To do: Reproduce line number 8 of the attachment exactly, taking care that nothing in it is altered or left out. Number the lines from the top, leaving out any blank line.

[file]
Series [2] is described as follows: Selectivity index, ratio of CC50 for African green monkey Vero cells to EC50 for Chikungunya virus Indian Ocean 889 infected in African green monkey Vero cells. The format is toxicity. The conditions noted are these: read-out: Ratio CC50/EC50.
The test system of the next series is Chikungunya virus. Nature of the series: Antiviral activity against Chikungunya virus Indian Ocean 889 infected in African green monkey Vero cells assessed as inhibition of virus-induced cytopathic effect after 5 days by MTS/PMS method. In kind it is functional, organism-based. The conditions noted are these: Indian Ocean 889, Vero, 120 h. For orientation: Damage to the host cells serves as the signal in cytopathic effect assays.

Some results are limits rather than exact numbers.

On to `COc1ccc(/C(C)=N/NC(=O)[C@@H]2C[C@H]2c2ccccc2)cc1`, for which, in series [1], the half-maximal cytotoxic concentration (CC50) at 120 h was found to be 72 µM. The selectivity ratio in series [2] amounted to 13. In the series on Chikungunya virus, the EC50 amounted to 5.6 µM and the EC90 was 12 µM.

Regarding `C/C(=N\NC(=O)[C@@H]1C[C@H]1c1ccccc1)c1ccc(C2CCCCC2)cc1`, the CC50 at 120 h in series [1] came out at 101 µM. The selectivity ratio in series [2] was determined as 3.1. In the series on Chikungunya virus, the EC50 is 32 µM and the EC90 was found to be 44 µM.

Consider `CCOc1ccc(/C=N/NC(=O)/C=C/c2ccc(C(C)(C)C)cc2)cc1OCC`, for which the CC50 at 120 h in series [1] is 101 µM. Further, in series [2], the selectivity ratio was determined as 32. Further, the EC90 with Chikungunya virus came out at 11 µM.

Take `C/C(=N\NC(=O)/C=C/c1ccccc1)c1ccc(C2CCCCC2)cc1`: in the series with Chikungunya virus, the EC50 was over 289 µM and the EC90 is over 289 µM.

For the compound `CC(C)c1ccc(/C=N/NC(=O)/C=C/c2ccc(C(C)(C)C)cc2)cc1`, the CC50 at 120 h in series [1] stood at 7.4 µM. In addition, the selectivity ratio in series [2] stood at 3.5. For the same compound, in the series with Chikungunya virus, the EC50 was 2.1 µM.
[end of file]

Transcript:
For the compound `CC(C)c1ccc(/C=N/NC(=O)/C=C/c2ccc(C(C)(C)C)cc2)cc1`, the CC50 at 120 h in series [1] stood at 7.4 µM. In addition, the selectivity ratio in series [2] stood at 3.5. For the same compound, in the series with Chikungunya virus, the EC50 was 2.1 µM.